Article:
Why green is good

Reproduced by kind permission of the Helensurgh Advertiser which published this article in its edition of 19th August, 2010.

To celebrate its twentieth anniversary, the Helensburgh Green Belt Group is holding an exhibition in the Library and publishing a commemorative edition of its newsletter ‘Greenery’.

These will be formally launched today by Provost Billy Petrie. It was Provost Petrie who, back in 1990, first proposed that the Green Belt Group should be set up.

In its two decades, the Green Belt Group has aimed to support and to improve our green belt.

At local level, the Green Belt Group has worked with other community organisations and has made submissions to Argyll and Bute Council, as well as assessing planning applications affecting the green belt. It played a key part in proposing that the new Hermitage Academy should be located in the green belt.

It has sought to enhance the countryside around Helensburgh with paths and community woodlands, as well as to protect it.

It also contributed to the national report ‘The Future of Green Belts in Scotland’. It has been consulted by the Scottish Government, along with similar groups.

Green Belt Group chairman, Alastair Macbeth, stated ‘It’s been said that green belts are well known but insufficiently understood. That’s why we’ve set up our exhibition in the Helensburgh Library until the end of the month and prepared a special edition of our newsletter which poses the question Why Green Belts?

BREATHING SPACE: The green belt contributes to natural heritage, recreation, and much more.

‘Perhaps the biggest misconception is the belief that green belts are only about countryside. They are not. They primarily exist for the benefit of towns.

‘All green belts are around or in towns. This year the new Scottish Planning Policy contained an important section on green belts. It states that green belts protect and enhance the quality of towns and their landscape settings, direct growth to the most appropriate locations, help to regenerate degraded parts of towns and provide access to open space.

‘Our anniversary is an opportunity to provide information and to review our own way of working.’

The Group’s newsletters are available in public places such as the Library, Victoria Halls, the Information Centre, Scotcourt House, the Medical Centre and other town centre locations. It will also go on the website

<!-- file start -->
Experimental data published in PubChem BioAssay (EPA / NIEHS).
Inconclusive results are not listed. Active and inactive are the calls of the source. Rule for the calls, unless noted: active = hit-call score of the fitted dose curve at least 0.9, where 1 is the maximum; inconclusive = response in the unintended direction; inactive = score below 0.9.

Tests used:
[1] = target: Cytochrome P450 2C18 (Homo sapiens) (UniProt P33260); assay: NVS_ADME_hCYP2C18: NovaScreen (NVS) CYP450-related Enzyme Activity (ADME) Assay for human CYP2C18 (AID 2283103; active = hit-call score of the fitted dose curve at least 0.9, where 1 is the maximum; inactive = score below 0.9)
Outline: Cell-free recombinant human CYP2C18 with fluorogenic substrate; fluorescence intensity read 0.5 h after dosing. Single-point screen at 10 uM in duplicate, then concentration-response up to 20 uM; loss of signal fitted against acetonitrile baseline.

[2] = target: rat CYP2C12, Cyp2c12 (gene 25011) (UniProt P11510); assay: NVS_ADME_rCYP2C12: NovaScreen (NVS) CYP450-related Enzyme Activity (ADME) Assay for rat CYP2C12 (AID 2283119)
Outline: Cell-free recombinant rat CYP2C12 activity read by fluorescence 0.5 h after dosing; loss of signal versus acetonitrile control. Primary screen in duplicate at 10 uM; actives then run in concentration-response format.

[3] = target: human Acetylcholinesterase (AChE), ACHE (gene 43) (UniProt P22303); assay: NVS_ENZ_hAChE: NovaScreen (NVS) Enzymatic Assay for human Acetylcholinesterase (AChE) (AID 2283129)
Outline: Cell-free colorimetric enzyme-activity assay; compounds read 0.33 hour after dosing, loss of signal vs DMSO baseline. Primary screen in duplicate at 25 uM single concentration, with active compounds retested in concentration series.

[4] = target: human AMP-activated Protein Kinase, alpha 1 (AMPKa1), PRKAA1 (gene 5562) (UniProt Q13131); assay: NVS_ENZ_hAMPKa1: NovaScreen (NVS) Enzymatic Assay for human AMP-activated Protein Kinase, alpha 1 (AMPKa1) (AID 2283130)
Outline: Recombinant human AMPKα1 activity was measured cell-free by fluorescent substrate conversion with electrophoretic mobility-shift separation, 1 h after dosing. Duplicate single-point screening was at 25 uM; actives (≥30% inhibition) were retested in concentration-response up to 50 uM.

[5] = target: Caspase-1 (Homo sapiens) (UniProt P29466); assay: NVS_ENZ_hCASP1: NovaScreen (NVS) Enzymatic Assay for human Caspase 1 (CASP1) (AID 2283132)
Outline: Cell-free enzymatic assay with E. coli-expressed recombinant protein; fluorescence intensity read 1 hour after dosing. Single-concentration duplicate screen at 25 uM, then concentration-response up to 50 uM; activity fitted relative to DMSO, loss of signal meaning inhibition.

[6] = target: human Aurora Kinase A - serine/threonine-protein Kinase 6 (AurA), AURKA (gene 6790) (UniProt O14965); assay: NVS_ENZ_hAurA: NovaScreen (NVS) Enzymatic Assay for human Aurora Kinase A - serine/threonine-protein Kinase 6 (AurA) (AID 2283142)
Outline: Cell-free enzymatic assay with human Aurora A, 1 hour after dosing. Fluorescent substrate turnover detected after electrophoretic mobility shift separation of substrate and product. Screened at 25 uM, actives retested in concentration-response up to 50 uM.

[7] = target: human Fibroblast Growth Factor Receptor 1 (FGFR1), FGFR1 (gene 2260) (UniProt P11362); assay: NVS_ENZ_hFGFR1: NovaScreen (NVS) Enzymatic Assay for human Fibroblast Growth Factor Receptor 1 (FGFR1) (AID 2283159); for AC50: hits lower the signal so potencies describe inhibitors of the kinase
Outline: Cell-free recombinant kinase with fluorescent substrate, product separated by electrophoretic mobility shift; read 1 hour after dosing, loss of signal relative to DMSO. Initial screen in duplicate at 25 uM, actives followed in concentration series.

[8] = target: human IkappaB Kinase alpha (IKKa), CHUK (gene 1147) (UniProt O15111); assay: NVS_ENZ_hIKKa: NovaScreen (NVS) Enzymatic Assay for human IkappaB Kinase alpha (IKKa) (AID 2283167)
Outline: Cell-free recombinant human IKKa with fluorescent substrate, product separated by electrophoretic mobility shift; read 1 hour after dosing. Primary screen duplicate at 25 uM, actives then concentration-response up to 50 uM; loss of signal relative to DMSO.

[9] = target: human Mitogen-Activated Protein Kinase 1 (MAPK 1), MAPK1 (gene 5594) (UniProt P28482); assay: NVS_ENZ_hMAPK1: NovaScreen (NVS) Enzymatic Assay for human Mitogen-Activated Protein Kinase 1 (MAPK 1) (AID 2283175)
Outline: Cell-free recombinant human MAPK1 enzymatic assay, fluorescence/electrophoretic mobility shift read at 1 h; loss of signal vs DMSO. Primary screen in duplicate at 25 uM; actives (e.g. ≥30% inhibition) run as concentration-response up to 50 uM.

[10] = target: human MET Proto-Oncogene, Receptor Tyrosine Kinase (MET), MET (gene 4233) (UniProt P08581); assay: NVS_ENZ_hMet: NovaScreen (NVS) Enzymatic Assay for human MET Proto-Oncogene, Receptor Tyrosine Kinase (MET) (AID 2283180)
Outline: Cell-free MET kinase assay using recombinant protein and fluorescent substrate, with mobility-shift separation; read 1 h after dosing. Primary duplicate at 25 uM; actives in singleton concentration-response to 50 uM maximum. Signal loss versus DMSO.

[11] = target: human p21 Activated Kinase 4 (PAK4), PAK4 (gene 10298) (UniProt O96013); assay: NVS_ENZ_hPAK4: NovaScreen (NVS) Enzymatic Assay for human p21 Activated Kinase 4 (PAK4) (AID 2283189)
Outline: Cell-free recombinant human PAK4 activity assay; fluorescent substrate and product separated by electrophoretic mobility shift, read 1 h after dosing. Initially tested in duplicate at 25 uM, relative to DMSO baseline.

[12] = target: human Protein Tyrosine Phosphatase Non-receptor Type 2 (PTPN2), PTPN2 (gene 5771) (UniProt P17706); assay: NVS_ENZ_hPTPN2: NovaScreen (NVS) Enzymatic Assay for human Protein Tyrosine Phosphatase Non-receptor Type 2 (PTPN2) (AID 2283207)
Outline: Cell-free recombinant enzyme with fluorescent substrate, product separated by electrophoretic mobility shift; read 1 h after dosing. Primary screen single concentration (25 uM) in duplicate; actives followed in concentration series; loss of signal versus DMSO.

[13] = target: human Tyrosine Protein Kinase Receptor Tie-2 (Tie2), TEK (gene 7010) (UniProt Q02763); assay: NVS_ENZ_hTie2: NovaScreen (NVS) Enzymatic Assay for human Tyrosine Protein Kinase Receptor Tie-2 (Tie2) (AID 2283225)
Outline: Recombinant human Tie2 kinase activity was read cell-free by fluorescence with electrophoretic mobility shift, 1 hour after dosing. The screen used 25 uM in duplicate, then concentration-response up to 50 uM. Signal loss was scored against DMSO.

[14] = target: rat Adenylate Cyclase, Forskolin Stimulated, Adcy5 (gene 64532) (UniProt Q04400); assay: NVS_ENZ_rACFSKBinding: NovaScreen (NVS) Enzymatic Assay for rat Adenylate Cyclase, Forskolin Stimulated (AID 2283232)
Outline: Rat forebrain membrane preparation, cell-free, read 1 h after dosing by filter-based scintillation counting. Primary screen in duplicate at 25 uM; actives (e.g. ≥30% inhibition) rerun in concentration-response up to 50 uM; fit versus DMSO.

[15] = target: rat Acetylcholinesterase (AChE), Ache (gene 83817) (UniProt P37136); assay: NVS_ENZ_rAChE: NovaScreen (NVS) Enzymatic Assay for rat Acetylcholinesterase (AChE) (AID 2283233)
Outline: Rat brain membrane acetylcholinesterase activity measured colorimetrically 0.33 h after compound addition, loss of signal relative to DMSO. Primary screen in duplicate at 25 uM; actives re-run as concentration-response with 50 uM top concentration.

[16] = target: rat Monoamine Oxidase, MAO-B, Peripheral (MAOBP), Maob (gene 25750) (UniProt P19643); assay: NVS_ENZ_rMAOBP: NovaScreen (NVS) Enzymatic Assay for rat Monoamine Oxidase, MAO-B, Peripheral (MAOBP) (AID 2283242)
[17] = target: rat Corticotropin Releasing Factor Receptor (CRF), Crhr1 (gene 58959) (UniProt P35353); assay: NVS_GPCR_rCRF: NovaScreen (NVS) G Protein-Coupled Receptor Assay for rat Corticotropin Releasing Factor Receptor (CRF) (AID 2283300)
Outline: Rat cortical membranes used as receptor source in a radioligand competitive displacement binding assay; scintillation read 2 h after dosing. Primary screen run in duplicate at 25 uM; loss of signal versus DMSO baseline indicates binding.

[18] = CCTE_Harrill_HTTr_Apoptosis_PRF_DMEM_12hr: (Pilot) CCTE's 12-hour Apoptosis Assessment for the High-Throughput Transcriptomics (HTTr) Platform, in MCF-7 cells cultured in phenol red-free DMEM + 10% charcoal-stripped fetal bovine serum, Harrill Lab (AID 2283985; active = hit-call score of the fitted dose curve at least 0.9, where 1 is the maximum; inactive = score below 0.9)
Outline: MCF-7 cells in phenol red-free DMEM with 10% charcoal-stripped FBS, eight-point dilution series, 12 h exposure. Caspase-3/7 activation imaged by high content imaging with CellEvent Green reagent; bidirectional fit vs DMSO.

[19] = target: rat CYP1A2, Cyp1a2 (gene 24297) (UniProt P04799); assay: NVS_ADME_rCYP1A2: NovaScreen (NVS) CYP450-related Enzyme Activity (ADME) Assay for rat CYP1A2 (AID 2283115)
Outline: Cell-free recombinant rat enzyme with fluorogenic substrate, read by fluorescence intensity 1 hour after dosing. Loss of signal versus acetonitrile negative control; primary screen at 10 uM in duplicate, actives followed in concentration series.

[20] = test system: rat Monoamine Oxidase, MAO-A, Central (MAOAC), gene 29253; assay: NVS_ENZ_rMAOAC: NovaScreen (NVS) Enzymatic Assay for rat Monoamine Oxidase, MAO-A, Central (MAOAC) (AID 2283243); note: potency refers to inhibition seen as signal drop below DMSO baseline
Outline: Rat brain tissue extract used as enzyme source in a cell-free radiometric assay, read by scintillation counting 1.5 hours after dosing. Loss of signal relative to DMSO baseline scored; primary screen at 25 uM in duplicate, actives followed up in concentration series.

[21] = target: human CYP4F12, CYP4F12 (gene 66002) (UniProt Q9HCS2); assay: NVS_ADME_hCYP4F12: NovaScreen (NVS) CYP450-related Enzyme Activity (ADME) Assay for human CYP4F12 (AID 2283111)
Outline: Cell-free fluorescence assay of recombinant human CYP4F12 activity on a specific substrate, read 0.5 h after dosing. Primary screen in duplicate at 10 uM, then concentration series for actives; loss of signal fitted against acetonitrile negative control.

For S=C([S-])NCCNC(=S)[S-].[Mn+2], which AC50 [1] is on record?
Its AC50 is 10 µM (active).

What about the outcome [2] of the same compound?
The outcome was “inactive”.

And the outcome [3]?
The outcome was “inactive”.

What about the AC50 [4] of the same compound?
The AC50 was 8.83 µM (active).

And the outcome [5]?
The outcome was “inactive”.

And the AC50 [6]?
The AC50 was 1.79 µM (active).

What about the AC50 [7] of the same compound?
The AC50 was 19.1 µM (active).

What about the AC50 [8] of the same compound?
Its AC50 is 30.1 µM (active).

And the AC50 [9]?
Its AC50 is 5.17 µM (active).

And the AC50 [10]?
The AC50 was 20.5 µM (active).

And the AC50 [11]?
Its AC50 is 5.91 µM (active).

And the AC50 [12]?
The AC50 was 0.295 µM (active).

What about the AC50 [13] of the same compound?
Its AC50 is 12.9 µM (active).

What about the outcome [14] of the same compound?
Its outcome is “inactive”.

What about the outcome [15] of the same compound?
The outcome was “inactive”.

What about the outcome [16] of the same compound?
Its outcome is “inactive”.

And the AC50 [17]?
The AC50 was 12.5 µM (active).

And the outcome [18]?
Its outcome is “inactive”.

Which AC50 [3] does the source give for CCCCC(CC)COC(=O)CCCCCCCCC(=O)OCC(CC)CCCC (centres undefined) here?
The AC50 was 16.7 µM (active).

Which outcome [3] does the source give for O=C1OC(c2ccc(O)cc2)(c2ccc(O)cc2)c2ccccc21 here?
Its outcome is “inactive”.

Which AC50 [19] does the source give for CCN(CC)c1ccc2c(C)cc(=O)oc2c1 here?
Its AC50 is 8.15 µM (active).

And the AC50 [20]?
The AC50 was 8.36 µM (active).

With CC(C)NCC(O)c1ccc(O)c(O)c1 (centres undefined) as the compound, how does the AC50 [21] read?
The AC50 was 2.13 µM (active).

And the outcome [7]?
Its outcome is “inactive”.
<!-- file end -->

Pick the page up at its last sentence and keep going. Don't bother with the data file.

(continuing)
The Group has always taken the view that cooperation is better than confrontation whenever possible. Alastair says, ‘ We have appreciated our links with the Council and other organisations. But we also follow important principles which guide us and which we outline in our exhibition and newsletter. These include trying to be as well informed as we can, basing our work on evidence and taking a long term view of issues affecting the town and its green belt.’

And what of the future? Consultants Ironside Farrar have just completed a review of the green belt. It is advice, but not yet policy. It recommends that Helensburgh’s green belt should be expanded northwards to meet the National Park boundary, but that some remoter parts might be given lesser protective designations such as Sensitive Countryside.

As Alastair says, ‘Looking into the future is especially difficult because of the recession. We are in an area of falling population, unlike the east of Scotland, and that should reduce pressure for outward expansion. More houses in the ‘affordable’ category are needed, but Councillor Freeman’s timely comments in last week’s Advertiser show the scale of the problems facing the Council. Otherwise Helensburgh seems generally to be a successful residential town, though it has some degraded and underused in-town sites.

‘The green belt serves its people by contributing to recreation, health, tourism, natural heritage, landscape, education, sustainability, agriculture and enterprise as well as the key purposes laid down by the Scottish Government. It needs to be valued and we hope that our exhibition in the Library and special newsletter will be of interest to the residents of Helensburgh.’

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